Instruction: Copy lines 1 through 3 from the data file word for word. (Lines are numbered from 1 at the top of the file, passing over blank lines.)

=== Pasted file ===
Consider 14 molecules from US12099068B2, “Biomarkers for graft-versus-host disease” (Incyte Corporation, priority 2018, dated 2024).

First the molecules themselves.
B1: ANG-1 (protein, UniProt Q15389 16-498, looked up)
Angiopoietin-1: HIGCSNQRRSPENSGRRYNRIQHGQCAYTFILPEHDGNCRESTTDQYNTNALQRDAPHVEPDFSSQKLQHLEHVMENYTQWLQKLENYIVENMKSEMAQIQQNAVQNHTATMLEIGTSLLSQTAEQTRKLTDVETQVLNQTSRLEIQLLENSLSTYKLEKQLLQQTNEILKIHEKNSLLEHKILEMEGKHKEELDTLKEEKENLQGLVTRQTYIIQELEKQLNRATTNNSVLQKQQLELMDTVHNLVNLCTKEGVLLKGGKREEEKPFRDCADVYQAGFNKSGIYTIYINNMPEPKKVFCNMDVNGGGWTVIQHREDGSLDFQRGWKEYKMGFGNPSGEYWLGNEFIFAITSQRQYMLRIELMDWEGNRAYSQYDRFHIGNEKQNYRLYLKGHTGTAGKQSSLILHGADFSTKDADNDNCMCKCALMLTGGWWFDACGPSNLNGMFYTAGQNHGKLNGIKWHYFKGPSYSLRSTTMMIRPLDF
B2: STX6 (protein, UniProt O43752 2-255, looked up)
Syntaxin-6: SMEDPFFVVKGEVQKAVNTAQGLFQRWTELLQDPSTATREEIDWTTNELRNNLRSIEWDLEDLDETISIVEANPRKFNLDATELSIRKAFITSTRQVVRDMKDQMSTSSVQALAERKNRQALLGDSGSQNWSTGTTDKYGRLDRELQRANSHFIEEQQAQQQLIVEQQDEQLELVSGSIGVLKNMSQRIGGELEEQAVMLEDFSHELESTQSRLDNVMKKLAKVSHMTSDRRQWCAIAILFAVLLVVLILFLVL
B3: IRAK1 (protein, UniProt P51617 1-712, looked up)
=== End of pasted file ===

Consider 14 molecules from US12099068B2, “Biomarkers for graft-versus-host disease” (Incyte Corporation, priority 2018, dated 2024).

First the molecules themselves.
B1: ANG-1 (protein, UniProt Q15389 16-498, looked up)